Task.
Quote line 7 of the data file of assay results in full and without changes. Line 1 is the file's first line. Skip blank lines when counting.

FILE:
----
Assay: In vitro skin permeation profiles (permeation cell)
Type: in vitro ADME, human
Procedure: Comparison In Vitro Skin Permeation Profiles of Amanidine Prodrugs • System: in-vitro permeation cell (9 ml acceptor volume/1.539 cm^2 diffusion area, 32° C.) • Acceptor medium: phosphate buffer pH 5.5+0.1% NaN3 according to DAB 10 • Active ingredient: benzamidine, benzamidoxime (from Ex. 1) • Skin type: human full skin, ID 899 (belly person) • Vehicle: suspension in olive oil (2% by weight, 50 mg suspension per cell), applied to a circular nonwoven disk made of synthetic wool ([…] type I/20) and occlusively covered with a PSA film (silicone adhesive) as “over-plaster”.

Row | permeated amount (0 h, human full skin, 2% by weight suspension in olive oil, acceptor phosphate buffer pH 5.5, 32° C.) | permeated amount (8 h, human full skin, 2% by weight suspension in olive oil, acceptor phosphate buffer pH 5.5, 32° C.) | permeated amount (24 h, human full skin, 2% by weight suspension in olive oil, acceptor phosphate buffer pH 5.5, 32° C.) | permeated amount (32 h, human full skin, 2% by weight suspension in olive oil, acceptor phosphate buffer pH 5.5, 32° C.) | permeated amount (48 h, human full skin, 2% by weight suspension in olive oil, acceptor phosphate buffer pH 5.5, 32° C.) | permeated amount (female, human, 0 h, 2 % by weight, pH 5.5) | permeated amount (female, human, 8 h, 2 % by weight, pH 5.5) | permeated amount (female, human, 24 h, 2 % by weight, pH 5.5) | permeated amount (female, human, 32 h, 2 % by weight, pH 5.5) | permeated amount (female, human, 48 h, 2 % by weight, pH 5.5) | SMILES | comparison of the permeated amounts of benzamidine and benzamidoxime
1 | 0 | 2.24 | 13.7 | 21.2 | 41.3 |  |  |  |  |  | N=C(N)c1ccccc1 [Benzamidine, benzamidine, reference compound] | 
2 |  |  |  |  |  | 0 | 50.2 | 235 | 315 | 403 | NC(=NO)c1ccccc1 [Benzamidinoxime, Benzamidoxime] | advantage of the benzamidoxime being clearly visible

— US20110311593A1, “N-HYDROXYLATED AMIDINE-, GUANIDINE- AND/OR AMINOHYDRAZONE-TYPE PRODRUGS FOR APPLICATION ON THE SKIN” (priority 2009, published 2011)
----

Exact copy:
— US20110311593A1, “N-HYDROXYLATED AMIDINE-, GUANIDINE- AND/OR AMINOHYDRAZONE-TYPE PRODRUGS FOR APPLICATION ON THE SKIN” (priority 2009, published 2011)